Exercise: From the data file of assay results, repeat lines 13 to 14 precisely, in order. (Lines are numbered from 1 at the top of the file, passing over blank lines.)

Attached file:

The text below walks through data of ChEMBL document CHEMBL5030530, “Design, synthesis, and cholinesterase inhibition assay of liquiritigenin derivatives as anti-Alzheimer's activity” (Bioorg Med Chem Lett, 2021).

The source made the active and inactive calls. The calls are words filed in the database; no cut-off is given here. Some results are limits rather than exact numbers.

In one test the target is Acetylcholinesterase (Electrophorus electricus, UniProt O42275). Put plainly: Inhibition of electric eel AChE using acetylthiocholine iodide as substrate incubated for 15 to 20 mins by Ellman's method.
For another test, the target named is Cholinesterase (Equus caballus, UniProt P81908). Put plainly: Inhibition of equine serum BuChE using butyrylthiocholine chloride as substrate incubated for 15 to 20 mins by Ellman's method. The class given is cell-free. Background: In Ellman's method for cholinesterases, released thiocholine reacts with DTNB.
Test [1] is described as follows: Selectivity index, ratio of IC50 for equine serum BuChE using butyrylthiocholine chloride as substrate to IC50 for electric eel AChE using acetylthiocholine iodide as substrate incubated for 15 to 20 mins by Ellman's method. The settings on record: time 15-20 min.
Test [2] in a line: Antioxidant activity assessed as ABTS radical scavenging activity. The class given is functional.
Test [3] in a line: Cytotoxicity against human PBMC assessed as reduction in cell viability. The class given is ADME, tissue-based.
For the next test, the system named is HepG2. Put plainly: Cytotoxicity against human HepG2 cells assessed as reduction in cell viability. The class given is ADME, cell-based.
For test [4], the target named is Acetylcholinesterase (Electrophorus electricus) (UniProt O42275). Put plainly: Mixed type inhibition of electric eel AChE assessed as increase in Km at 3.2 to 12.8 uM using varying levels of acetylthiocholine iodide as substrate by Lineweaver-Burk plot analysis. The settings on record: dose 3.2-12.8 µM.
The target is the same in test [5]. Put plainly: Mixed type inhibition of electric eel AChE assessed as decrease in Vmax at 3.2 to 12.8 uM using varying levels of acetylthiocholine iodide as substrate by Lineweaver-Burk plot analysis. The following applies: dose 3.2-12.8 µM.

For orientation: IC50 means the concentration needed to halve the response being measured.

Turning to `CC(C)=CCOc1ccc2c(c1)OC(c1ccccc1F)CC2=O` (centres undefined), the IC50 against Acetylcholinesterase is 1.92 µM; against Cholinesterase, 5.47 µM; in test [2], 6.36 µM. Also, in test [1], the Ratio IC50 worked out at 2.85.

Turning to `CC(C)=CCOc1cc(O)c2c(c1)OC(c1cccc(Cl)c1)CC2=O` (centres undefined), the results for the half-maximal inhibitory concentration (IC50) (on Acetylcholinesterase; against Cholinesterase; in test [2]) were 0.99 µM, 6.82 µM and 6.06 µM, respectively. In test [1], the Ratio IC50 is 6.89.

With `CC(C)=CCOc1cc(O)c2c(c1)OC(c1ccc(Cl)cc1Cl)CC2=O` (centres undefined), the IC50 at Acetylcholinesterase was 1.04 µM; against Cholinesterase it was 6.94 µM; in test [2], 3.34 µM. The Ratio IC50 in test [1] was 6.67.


Turning to `CC(C)=CCOc1cc(O)c2c(c1)OC(c1cccc(Cl)c1)CC2=O` (centres undefined), the results for the half-maximal inhibitory concentration (IC50) (on Acetylcholinesterase; against Cholinesterase; in test [2]) were 0.99 µM, 6.82 µM and 6.06 µM, respectively. In test [1], the Ratio IC50 is 6.89.

With `CC(C)=CCOc1cc(O)c2c(c1)OC(c1ccc(Cl)cc1Cl)CC2=O` (centres undefined), the IC50 at Acetylcholinesterase was 1.04 µM; against Cholinesterase it was 6.94 µM; in test [2], 3.34 µM. The Ratio IC50 in test [1] was 6.67.